RESEARCH IMPACT: Since 2010, when I published my first journal paper (indexed in the Journal Citation Reports list), I have published 15 journal papers (12 Journal Citation Reports, 3 Scimago) in the Science Citation Index and Social Sciences Citation Index. I am the first or second author of 14 of them – 7 of them in the last 5 years (2015 – 2020). Since 2010, I have published 9 book chapters published by Springer (LNCS) and Routledge. I am the first or second author of all of them. In the last 5 years (2015-2020), I have edited 2 books – one of them as the main editor, with over 6K downloads since March 2019, published in Springer Human-Computer Interaction Series – and a special issue. I have co-supervised 3 PhDs to completion. I have over 8K reads in ResearchGate since 2014. The number of citations (in Google Scholar) is now 948 (h-index: 16, i10-index: 25), which is a modest number as compared to other much more established, and older, research areas. Yet, this number of citations is important in my area, I am among the top 40 researchers in the category ‘older people’ in Google Scholar. The number of citations is also important within the context of an interdisciplinary research, which is difficult to achieve (for example, with papers published in the journals of Games and Culture and CoDesign, and chapters in books published by Routledge). I have also published in ACM conferences, such as CHI, CHI PLAY, MobileHCI, W4A, and CUI. I have also published in Interacción (Spanish CHI conference). I have published all these papers while taking part in 10 EU projects, coordinating the work package of evaluation of 6 of them, and doing UX research in the other 4. I have managed to secure approximately 500K euros for my universities in competitive calls for funding (WorthPlay: 245K euros, digital games and older people; Life 2.0, 200K euros, independent living; AGORA 4.0, 50K euros, 3D printing and programming with vulnerable people at risk of social exclusion, funded by FGCSIC-la Caixa, UE, and Barcelona City Council. I have not coordinated any project because being the IP is very difficult (if not impossible) when you are a post-doc.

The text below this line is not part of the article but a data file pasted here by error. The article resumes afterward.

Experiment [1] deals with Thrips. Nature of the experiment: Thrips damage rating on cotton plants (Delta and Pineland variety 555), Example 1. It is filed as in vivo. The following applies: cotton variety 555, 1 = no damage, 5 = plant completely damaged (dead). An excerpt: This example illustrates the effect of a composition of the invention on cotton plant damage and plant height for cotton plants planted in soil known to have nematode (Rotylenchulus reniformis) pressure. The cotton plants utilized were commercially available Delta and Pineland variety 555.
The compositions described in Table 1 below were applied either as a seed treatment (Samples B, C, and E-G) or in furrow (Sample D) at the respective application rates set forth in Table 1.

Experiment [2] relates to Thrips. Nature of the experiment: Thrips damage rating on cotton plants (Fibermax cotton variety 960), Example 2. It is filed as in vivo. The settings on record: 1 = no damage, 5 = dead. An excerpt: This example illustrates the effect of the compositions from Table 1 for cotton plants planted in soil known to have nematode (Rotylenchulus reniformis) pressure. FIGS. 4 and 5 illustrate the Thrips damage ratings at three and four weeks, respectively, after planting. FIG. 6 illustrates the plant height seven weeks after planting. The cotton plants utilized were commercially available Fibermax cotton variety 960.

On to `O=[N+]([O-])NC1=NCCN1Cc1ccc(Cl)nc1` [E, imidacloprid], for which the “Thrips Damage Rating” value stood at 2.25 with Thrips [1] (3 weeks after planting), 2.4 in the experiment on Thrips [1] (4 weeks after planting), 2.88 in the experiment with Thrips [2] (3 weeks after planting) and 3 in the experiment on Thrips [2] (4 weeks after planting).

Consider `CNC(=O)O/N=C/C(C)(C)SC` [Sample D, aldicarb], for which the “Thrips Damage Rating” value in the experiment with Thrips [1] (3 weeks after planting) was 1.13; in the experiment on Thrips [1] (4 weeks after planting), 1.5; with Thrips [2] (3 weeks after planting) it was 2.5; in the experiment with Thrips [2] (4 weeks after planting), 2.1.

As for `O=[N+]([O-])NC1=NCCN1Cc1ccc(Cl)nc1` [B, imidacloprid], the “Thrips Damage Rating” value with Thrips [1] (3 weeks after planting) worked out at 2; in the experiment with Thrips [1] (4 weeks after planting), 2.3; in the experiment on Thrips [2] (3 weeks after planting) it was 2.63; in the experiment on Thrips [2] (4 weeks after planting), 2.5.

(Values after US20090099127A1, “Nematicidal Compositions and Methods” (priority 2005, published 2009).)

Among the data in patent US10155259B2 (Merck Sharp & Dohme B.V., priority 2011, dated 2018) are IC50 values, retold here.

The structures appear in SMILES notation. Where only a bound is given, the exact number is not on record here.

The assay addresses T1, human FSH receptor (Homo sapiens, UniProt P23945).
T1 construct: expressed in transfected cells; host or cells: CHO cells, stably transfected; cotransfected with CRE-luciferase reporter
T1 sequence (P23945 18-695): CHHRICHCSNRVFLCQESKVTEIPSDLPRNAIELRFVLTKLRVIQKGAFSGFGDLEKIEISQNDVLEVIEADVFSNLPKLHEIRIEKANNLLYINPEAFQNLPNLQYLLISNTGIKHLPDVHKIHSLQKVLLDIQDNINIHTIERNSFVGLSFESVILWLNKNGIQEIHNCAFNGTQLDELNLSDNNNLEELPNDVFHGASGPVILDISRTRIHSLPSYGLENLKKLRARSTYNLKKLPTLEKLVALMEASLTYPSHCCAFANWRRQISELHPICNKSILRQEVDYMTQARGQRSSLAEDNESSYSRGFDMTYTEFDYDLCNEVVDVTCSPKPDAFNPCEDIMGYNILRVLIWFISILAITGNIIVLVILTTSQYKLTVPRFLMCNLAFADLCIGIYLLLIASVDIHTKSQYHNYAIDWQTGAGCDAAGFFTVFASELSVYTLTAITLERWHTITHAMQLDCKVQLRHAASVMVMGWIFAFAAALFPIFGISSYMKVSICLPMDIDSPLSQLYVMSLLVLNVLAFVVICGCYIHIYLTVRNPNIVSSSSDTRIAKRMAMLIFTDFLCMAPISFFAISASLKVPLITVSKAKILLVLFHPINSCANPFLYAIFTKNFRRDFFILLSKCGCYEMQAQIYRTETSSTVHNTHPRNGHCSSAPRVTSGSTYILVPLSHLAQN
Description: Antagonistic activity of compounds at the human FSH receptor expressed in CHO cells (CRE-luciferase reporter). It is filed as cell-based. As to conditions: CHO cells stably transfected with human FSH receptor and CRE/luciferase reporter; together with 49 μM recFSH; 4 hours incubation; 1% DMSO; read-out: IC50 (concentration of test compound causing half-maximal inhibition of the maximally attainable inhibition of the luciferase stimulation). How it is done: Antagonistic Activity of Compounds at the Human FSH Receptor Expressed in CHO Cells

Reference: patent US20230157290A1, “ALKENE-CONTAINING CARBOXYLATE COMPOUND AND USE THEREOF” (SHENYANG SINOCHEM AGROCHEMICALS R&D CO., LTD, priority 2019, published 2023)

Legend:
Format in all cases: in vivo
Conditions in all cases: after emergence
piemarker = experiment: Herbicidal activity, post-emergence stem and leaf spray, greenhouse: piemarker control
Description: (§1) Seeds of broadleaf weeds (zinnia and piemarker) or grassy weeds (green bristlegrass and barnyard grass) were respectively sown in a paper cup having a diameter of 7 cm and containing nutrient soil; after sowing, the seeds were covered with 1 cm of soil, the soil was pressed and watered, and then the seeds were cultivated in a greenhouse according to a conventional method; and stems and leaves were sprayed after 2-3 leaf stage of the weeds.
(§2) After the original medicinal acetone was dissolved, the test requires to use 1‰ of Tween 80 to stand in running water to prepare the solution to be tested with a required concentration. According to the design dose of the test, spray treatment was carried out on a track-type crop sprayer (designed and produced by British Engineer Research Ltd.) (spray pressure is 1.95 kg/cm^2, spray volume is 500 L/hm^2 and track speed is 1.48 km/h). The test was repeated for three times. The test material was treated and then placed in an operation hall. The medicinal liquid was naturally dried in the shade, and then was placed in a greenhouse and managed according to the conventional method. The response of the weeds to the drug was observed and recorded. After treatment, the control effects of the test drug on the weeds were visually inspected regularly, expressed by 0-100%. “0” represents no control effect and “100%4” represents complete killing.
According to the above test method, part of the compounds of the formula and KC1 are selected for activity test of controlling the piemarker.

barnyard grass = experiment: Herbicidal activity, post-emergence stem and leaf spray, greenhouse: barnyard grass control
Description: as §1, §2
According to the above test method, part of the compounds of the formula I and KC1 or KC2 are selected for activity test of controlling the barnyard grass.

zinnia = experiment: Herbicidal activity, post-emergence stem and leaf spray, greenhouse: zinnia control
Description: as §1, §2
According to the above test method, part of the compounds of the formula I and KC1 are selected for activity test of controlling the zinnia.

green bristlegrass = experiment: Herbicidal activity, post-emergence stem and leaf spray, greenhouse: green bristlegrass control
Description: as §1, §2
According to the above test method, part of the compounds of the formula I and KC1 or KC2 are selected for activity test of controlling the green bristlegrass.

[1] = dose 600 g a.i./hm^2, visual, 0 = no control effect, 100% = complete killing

LECTURING: I have been lecturing over 15 years. I have lectured at 4 different universities in degrees of Computer Science. The total number of lecturing hours is over 1.500 (both theory and laboratories). I have coordinated 8 undergraduate courses (Data Structures, 3 courses; Object Oriented Programming, 1 course; Software Management and Quality, 2 courses; Interaction Engineering, 1 course; Databases, 3 courses; HCI, 1 course; User Experience, 1 course; Software Engineering, 1 course), most of them mandatory, and 1 post-graduate course (Design and Evaluation of Interactive Products, 1 course). Undergraduate lecturing is more extensive than postgraduate lecturing because I have been asked to lecture in those courses where my universities needed more help. The assessment of my lecturing activities by my students is very good – excellent. I care about them and take very seriously their comments and criticisms. I have supervised approximately 40 students’ dissertation projects on HCI / CS topics with several user groups (web, mobile apps; young and older adults, children, professionals…). I am the organizer of the annual workshop on learning technologies and methodologies at EPS-UdL (Igualada Campus). I have published 2 papers in CIDUI (International Conference on University Teaching and Innovation).